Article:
The poll was taken just after a leaked Supreme Court majority opinion bill that would overturn Roe v. Wade. The opinions of American Catholics, as expressed in the poll, were consistent with those of the general American public, both in terms of support for the legality of abortion and the preservation of Roe.

However, there were strong differences between the major religious groups. While 63% of Catholics said abortion should be legal in all or most cases, this position was shared by 74% of mainstream Protestants and only 25% of evangelical Protestants.

Sharon Barnes of Dallas, who converted to Catholicism as a young adult, appreciates the centuries-old consistency of Catholic doctrine. Yet it differs from the church on some major social issues, including abortion.

“It’s a woman’s right to decide,” Barnes, 65, said. “It’s something you kind of have to come to terms with, and it’s between you and God.”

Pedro Gomez, a 55-year-old Border Patrol agent in Rio Rico, Arizona, is a lifelong Catholic who prays nightly and attends church regularly. He understands the need for abortion in cases of rape, incest or saving a mother’s life, but said he views the procedure as the murder of a child.

Gomez was surprised that most American Catholics have some degree of support for abortion rights.

“There are a lot of gray areas now that were never there in my upbringing,” he said. “Maybe they’re watering down Catholicism…Now people can make their own rules.”

Ed Keeley, a 62-year-old public school teacher in Houston, was also raised Catholic. He described abortion as “a difficult subject”, saying he believed in the sanctity of life but that abortion should be allowed in specific cases, including rape or incest.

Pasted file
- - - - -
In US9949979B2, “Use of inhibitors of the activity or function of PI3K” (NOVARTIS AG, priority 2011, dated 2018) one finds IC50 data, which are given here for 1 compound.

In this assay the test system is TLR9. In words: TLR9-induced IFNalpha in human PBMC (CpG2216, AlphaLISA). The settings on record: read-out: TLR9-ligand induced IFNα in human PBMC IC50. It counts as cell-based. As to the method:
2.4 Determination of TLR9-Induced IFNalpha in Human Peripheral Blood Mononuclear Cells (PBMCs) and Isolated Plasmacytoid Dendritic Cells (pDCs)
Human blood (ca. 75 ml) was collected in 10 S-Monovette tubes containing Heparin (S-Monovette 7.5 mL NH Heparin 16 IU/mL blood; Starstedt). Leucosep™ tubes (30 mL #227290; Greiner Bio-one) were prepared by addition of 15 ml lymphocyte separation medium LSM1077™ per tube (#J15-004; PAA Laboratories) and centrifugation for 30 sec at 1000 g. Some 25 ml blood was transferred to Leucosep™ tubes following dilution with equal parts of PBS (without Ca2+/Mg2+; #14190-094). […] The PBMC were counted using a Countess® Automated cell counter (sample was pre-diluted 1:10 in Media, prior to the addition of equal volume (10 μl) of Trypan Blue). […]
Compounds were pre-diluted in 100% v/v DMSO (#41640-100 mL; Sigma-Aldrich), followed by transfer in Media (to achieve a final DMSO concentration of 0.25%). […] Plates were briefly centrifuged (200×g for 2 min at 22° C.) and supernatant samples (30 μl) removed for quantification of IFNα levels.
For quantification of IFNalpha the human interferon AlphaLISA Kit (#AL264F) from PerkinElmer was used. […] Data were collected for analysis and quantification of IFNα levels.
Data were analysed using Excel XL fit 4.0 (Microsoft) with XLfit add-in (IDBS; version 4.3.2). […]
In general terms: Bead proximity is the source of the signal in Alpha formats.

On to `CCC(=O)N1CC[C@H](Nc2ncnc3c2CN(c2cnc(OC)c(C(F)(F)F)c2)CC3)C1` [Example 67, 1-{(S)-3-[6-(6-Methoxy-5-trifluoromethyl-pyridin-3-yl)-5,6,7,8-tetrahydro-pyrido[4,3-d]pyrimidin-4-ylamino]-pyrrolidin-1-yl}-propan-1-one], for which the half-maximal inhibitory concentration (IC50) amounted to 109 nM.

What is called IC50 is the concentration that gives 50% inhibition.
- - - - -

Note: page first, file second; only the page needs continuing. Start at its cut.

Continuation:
He finds it “ridiculous” that a priest refuses communion to someone because of his opinions on abortion or politics in general.

Last year, some conservative bishops, including Cordileone, argued publicly that President Joe Biden – a lifelong Catholic – should not receive communion because of his support for abortion rights. However, Pope Francis has voiced his opposition to such a stance, saying Communion “is not a prize for the perfect.”

Cordileone’s recent refusal of Communion for Pelosi was supported by several of his clerical colleagues, including the archbishops of Denver, Oklahoma City, Portland, Oregon and Kansas City, Kansas. However, Archbishop Michael Jackels of Dubuque, Iowa, released a statement describing the action as “misguided.”

“As Jesus said, it’s the sick who need a doctor, not the healthy, and he gave us the Eucharist as a healing remedy,” Jackels said. “Don’t turn people away who need medicine.”

He also argued that abortion was not the only critical “life issue” facing the church.

“Protecting the land, our common home, or making food, water, shelter, education and health care accessible, or defending against gun violence…these are life issues too,” did he declare. “To be consistent, to repair the scandal of Catholics who are indifferent or opposed to all these other questions of life, they should also be denied Holy Communion.”

John Gehring, Catholic program director for the Washington-based Faith in Public Life clergy network, said some conservative bishops are engaging in culture wars “in ways that damage their already diminished relevance and credibility.”

“Most Catholics are fed up with bishops who want to weaponize the Communion in a hypocritical, single-issue campaign against pro-choice politicians, especially when we see Pope Francis offering a better roadmap,” Gehring said.

The AP-NORC poll of 1,172 adults, including 358 Catholics, was conducted May 12-16 using a sample drawn from NORC’s probability-based AmeriSpeak Panel, which is designed to be representative of the American population. The margin of sampling error for all respondents is plus or minus 4.0 percentage points, and for Catholics it is plus or minus 7.4 percentage points.


Associated Press writer Hannah Fingerhut contributed to this report.